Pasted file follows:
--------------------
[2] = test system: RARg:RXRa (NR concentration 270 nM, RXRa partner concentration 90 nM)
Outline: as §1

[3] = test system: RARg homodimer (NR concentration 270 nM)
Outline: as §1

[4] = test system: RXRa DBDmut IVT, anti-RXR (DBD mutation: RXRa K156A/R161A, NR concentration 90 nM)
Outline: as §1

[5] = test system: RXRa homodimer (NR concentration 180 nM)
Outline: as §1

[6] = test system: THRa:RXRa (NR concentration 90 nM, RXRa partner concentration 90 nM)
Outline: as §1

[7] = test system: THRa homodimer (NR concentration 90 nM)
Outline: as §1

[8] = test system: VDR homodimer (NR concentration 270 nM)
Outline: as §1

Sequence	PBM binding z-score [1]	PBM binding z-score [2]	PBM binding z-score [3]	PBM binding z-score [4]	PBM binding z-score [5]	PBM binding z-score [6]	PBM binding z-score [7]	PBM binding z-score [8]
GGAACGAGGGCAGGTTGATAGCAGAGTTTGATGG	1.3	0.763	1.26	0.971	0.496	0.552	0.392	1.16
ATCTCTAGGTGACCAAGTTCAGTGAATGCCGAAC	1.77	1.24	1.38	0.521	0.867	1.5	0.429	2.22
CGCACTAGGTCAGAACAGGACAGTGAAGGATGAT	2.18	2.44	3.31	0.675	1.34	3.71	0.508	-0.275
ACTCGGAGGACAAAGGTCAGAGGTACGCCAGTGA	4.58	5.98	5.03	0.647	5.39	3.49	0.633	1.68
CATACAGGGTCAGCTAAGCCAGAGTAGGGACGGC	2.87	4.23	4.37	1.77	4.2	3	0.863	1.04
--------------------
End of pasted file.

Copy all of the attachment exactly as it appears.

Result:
[2] = test system: RARg:RXRa (NR concentration 270 nM, RXRa partner concentration 90 nM)
Outline: as §1

[3] = test system: RARg homodimer (NR concentration 270 nM)
Outline: as §1

[4] = test system: RXRa DBDmut IVT, anti-RXR (DBD mutation: RXRa K156A/R161A, NR concentration 90 nM)
Outline: as §1

[5] = test system: RXRa homodimer (NR concentration 180 nM)
Outline: as §1

[6] = test system: THRa:RXRa (NR concentration 90 nM, RXRa partner concentration 90 nM)
Outline: as §1

[7] = test system: THRa homodimer (NR concentration 90 nM)
Outline: as §1

[8] = test system: VDR homodimer (NR concentration 270 nM)
Outline: as §1

Sequence	PBM binding z-score [1]	PBM binding z-score [2]	PBM binding z-score [3]	PBM binding z-score [4]	PBM binding z-score [5]	PBM binding z-score [6]	PBM binding z-score [7]	PBM binding z-score [8]
GGAACGAGGGCAGGTTGATAGCAGAGTTTGATGG	1.3	0.763	1.26	0.971	0.496	0.552	0.392	1.16
ATCTCTAGGTGACCAAGTTCAGTGAATGCCGAAC	1.77	1.24	1.38	0.521	0.867	1.5	0.429	2.22
CGCACTAGGTCAGAACAGGACAGTGAAGGATGAT	2.18	2.44	3.31	0.675	1.34	3.71	0.508	-0.275
ACTCGGAGGACAAAGGTCAGAGGTACGCCAGTGA	4.58	5.98	5.03	0.647	5.39	3.49	0.633	1.68
CATACAGGGTCAGCTAAGCCAGAGTAGGGACGGC	2.87	4.23	4.37	1.77	4.2	3	0.863	1.04